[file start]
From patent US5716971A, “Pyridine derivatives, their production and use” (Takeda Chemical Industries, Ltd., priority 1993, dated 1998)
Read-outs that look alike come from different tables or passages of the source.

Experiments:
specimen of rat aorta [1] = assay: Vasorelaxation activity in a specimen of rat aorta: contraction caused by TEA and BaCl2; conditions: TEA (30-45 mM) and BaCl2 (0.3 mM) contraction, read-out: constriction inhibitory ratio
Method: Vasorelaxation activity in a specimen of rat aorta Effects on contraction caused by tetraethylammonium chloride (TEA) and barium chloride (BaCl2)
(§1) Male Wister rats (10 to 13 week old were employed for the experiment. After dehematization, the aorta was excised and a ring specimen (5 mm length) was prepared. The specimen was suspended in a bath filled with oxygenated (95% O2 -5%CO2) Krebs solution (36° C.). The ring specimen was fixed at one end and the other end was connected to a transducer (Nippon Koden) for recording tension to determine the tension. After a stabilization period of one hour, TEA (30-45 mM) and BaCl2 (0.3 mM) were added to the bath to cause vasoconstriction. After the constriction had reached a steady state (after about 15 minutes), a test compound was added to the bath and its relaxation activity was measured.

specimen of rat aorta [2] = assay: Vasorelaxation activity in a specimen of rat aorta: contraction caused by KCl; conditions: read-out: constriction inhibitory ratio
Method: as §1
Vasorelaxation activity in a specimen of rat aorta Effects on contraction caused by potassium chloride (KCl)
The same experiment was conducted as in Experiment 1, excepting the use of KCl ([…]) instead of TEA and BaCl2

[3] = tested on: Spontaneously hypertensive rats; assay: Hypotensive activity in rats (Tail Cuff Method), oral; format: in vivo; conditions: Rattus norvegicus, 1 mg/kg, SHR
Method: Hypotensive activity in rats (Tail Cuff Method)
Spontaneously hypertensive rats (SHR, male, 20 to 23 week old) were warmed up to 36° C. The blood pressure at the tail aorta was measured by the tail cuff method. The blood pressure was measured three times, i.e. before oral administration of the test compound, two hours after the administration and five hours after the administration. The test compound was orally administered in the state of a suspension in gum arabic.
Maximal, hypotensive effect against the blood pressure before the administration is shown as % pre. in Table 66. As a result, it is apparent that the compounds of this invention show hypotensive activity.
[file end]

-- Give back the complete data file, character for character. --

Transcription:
From patent US5716971A, “Pyridine derivatives, their production and use” (Takeda Chemical Industries, Ltd., priority 1993, dated 1998)
Read-outs that look alike come from different tables or passages of the source.

Experiments:
specimen of rat aorta [1] = assay: Vasorelaxation activity in a specimen of rat aorta: contraction caused by TEA and BaCl2; conditions: TEA (30-45 mM) and BaCl2 (0.3 mM) contraction, read-out: constriction inhibitory ratio
Method: Vasorelaxation activity in a specimen of rat aorta Effects on contraction caused by tetraethylammonium chloride (TEA) and barium chloride (BaCl2)
(§1) Male Wister rats (10 to 13 week old were employed for the experiment. After dehematization, the aorta was excised and a ring specimen (5 mm length) was prepared. The specimen was suspended in a bath filled with oxygenated (95% O2 -5%CO2) Krebs solution (36° C.). The ring specimen was fixed at one end and the other end was connected to a transducer (Nippon Koden) for recording tension to determine the tension. After a stabilization period of one hour, TEA (30-45 mM) and BaCl2 (0.3 mM) were added to the bath to cause vasoconstriction. After the constriction had reached a steady state (after about 15 minutes), a test compound was added to the bath and its relaxation activity was measured.

specimen of rat aorta [2] = assay: Vasorelaxation activity in a specimen of rat aorta: contraction caused by KCl; conditions: read-out: constriction inhibitory ratio
Method: as §1
Vasorelaxation activity in a specimen of rat aorta Effects on contraction caused by potassium chloride (KCl)
The same experiment was conducted as in Experiment 1, excepting the use of KCl ([…]) instead of TEA and BaCl2

[3] = tested on: Spontaneously hypertensive rats; assay: Hypotensive activity in rats (Tail Cuff Method), oral; format: in vivo; conditions: Rattus norvegicus, 1 mg/kg, SHR
Method: Hypotensive activity in rats (Tail Cuff Method)
Spontaneously hypertensive rats (SHR, male, 20 to 23 week old) were warmed up to 36° C. The blood pressure at the tail aorta was measured by the tail cuff method. The blood pressure was measured three times, i.e. before oral administration of the test compound, two hours after the administration and five hours after the administration. The test compound was orally administered in the state of a suspension in gum arabic.
Maximal, hypotensive effect against the blood pressure before the administration is shown as % pre. in Table 66. As a result, it is apparent that the compounds of this invention show hypotensive activity.